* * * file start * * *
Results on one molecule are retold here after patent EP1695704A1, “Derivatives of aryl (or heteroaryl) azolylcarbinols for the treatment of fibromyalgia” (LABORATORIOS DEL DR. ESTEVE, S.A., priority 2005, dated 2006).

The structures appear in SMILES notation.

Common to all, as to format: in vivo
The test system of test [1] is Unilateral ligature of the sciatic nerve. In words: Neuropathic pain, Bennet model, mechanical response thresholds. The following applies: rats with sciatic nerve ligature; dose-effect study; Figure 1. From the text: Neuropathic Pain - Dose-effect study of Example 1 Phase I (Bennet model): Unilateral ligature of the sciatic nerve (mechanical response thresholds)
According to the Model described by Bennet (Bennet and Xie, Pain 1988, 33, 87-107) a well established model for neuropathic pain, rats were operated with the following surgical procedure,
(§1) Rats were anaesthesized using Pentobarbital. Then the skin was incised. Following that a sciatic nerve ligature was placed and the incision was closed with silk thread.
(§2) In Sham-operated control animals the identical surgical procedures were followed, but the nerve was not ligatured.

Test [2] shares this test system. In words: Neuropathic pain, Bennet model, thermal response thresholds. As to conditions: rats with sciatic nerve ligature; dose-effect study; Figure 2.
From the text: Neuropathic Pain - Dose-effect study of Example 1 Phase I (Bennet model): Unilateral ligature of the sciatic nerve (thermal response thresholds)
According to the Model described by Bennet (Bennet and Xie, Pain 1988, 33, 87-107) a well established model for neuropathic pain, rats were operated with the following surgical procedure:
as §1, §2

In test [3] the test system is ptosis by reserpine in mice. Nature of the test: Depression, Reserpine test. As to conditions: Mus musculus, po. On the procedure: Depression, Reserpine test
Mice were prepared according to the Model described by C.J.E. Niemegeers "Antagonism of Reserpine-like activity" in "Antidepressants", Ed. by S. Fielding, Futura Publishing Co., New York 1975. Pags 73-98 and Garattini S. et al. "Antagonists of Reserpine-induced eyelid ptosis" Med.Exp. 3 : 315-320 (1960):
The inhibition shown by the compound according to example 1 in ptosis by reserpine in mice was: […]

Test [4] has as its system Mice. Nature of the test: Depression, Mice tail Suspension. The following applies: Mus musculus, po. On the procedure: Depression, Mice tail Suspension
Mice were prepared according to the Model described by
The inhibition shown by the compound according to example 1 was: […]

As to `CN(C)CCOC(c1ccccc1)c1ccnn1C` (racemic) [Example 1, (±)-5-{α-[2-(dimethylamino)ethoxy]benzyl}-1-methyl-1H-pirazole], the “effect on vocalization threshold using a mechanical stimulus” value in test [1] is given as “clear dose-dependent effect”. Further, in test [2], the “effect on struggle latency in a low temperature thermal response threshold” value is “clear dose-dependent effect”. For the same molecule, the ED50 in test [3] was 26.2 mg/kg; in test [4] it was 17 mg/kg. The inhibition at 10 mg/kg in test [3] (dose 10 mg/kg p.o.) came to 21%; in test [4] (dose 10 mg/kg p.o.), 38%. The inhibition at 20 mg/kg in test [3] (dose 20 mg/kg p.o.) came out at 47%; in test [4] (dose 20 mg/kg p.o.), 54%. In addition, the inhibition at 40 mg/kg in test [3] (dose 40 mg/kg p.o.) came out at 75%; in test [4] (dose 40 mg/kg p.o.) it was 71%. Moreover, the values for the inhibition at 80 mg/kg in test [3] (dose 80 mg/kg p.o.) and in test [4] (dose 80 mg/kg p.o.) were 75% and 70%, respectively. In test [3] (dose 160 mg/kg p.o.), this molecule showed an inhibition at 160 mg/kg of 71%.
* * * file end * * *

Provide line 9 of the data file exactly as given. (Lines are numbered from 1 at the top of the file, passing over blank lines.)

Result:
From the text: Neuropathic Pain - Dose-effect study of Example 1 Phase I (Bennet model): Unilateral ligature of the sciatic nerve (thermal response thresholds)